Beginning this month, the European Union is changing the procedure by which sellers must collect and remit value-added taxes (VAT) on digital goods and services purchased by residents of EU countries.
The changes, which took effect Jan. 1, mean that merchants selling items like e-books and downloadable PDFs in the European market must register with EU authorities and calculate taxes in accordance with the rates of each country where they sell.
Previously, EU VAT rates on digital goods and services had been based on the location of the seller – not the buyer, as they are under the new legislation.
In addition to complicating the process of selling to EU customers, the rules will also alter how fees are assessed on eBay sellers in EU member states, as seller fees are deemed an electronic service under the new law.
“For the purposes of eBay and its seller fees in relation to this directive, sellers are the customer so VAT is applied at the national rate based on where they are located,” Clare Moore-Bridger, a spokeswoman for eBay in Europe, told EcommerceBytes in an email.
So, for instance, sellers in the Ireland will now have a VAT of 23 percent included in their fees, up from the 15 percent that is the rate for Luxembourg, where eBay maintains its European headquarters.
Moore-Bridger noted that business sellers in the EU will be charged on a net-pricing basis, excluding the VAT, “so the impact is neutral or even positive for them.”
A listing of current VAT rates in EU states can be downloaded here.
In an explanatory note outlining the new rules, the EU explained the reason for the shift as follows:
“The underlying reason for these changes was to bring the VAT treatment of these services in line with one of the main principles of VAT that, as a consumption tax, revenues should accrue to the Member State in which goods or services are consumed.”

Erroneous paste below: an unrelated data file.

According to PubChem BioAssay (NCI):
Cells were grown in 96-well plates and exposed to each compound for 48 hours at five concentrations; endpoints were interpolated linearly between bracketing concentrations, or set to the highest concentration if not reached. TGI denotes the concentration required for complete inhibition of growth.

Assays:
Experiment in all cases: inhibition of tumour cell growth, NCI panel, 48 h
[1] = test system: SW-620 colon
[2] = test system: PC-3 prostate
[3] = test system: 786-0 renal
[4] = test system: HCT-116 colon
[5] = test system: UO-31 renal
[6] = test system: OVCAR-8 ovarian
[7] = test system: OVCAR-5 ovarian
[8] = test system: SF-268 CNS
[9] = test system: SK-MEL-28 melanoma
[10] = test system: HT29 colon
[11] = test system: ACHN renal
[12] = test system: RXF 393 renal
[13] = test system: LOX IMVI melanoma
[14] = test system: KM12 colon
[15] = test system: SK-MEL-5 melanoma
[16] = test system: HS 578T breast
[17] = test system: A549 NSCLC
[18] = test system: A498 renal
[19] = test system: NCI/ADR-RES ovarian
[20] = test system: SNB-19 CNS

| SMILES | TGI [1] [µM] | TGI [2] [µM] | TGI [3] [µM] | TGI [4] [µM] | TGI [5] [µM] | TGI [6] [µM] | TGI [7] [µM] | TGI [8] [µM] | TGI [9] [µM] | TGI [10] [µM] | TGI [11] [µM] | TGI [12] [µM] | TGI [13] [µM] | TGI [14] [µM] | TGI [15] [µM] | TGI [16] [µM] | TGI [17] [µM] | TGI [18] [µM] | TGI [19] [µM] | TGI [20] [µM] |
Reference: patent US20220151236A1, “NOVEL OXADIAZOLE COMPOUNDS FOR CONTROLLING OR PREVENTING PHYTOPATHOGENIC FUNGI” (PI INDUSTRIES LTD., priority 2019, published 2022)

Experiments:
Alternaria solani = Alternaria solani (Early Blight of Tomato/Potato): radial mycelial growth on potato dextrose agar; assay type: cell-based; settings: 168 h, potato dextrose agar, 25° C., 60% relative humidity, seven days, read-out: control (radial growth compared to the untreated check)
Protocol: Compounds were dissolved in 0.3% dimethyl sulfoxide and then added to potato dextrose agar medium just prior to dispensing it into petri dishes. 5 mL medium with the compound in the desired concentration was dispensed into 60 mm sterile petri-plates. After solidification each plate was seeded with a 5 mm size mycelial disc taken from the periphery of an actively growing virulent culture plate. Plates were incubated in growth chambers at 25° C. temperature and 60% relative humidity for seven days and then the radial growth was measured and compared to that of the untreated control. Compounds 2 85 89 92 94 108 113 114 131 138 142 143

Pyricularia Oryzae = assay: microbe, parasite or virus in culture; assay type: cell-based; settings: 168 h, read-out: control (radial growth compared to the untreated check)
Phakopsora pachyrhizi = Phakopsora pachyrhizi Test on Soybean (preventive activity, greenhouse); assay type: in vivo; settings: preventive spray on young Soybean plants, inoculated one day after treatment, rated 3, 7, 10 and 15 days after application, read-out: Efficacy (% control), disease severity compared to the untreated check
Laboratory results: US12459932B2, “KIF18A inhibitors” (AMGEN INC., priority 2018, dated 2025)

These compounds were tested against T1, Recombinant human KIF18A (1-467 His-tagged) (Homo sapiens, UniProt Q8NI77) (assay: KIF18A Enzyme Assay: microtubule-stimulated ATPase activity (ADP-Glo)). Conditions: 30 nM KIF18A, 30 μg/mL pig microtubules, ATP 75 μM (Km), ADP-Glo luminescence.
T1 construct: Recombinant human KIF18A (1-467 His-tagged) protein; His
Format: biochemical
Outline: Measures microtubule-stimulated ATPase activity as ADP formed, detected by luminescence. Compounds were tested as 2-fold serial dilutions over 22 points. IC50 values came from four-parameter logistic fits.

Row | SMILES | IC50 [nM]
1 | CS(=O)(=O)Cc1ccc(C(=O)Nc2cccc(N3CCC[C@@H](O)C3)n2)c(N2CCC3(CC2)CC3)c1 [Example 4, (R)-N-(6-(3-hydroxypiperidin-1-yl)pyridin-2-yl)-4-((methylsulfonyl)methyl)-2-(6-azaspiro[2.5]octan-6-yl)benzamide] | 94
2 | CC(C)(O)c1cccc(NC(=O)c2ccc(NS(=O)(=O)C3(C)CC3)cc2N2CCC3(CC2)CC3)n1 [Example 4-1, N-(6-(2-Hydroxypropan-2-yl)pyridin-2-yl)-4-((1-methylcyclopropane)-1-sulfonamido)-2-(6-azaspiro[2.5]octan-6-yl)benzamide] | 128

The EU also noted that under a system where VAT rates were based on the supplier’s country, sellers in member states with lower rates enjoyed a competitive advantage over merchants in nations with higher rates.
“The new rules of taxation based on the country where the customer belongs will provide, as from 2015, a level playing field,” the EU’s explanatory note said.
Sellers have organized a public Facebook group to help members of the ecommerce community navigate the new tax policies.
Not all sellers will feel an impact from the new tax policy, as those offering digital goods through intermediary platforms won’t be on the hook for calculating and remitting the taxes. Google, for instance, reassured developers selling apps and in-app purchases through the Google Play store that it will assume responsibility for calculating the VAT rates in the EU.
But for others, the changes will bring an added compliance burden. Late last month, Etsy’s Nadine Heintz took to the company’s blog to notify sellers of the new rules for selling digital goods in the EU. While she noted with sympathy that the VAT policy will create new challenges for sellers, Heintz reiterated Etsy’s standing policy of not involving itself in the tax issues that sellers on the site face.
“Historically, Etsy has acted as a venue on which individual entrepreneurs run their businesses, with Etsy sellers responsible for paying appropriate sales taxes for those businesses,” Heintz wrote. “We are treating VAT the same way, with sellers expected to collect and pay VAT.”
Heintz said that Etsy is at work developing a tool that aims to help sellers navigate the VAT tax issues, with more details expected in “early 2015.” She said the company is exploring the possibility of allowing users to control the countries in which they sell digital goods, and that beginning this month, sellers will be able to verify the country of their customers.
Heintz also pointed to efforts within the EU to simplify the registration and filing process through what it is calling the mini one-stop shop, or MOSS. More information on MOSS can be found here.
An Etsy spokesperson would not confirm whether the new rules will change the way listing fees are assessed to EU sellers, saying only that the company is still studying the matter.
“The new VAT rules on digital items are extremely complex, and we are actively working to understand the potential implications for ourselves and our sellers, as well as to identify product solutions to help our sellers navigate these implications to their businesses,” the spokesperson said.
Like Etsy, sellers on eBay offering digital goods to EU customers will be responsible for handling the VAT assessments, though Moore-Bridger explained that that will only affect a small segment of the marketplace.
“Regarding the effect on businesses selling electronic services, whether that be e-books or something else, yes they would need to apply VAT from 1st Jan. in a different way if their services fall under the scope of the directive,” she said. “But these do not generally affect eBay sellers since they are not themselves generally selling electronic services to their buyers.”